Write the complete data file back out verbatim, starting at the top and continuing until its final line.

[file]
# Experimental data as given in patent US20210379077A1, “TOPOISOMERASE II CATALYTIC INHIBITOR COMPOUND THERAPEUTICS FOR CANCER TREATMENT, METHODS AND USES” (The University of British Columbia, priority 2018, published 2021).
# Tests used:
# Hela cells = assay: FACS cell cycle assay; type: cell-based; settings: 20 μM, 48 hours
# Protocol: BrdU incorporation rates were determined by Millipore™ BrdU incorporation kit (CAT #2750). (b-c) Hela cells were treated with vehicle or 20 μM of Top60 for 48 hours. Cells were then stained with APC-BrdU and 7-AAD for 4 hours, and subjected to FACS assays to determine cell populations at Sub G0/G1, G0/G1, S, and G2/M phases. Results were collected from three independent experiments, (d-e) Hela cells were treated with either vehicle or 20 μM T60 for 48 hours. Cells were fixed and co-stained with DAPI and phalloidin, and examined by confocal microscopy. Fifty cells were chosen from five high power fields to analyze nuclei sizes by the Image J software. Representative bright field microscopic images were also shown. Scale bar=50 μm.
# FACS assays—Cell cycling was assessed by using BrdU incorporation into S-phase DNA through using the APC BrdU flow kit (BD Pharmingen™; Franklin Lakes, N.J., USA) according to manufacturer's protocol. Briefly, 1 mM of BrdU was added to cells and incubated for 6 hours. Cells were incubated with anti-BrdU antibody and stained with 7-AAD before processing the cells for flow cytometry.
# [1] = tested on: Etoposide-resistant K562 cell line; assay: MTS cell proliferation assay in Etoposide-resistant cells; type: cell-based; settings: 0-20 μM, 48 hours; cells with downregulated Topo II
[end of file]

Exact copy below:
# Experimental data as given in patent US20210379077A1, “TOPOISOMERASE II CATALYTIC INHIBITOR COMPOUND THERAPEUTICS FOR CANCER TREATMENT, METHODS AND USES” (The University of British Columbia, priority 2018, published 2021).
# Tests used:
# Hela cells = assay: FACS cell cycle assay; type: cell-based; settings: 20 μM, 48 hours
# Protocol: BrdU incorporation rates were determined by Millipore™ BrdU incorporation kit (CAT #2750). (b-c) Hela cells were treated with vehicle or 20 μM of Top60 for 48 hours. Cells were then stained with APC-BrdU and 7-AAD for 4 hours, and subjected to FACS assays to determine cell populations at Sub G0/G1, G0/G1, S, and G2/M phases. Results were collected from three independent experiments, (d-e) Hela cells were treated with either vehicle or 20 μM T60 for 48 hours. Cells were fixed and co-stained with DAPI and phalloidin, and examined by confocal microscopy. Fifty cells were chosen from five high power fields to analyze nuclei sizes by the Image J software. Representative bright field microscopic images were also shown. Scale bar=50 μm.
# FACS assays—Cell cycling was assessed by using BrdU incorporation into S-phase DNA through using the APC BrdU flow kit (BD Pharmingen™; Franklin Lakes, N.J., USA) according to manufacturer's protocol. Briefly, 1 mM of BrdU was added to cells and incubated for 6 hours. Cells were incubated with anti-BrdU antibody and stained with 7-AAD before processing the cells for flow cytometry.
# [1] = tested on: Etoposide-resistant K562 cell line; assay: MTS cell proliferation assay in Etoposide-resistant cells; type: cell-based; settings: 0-20 μM, 48 hours; cells with downregulated Topo II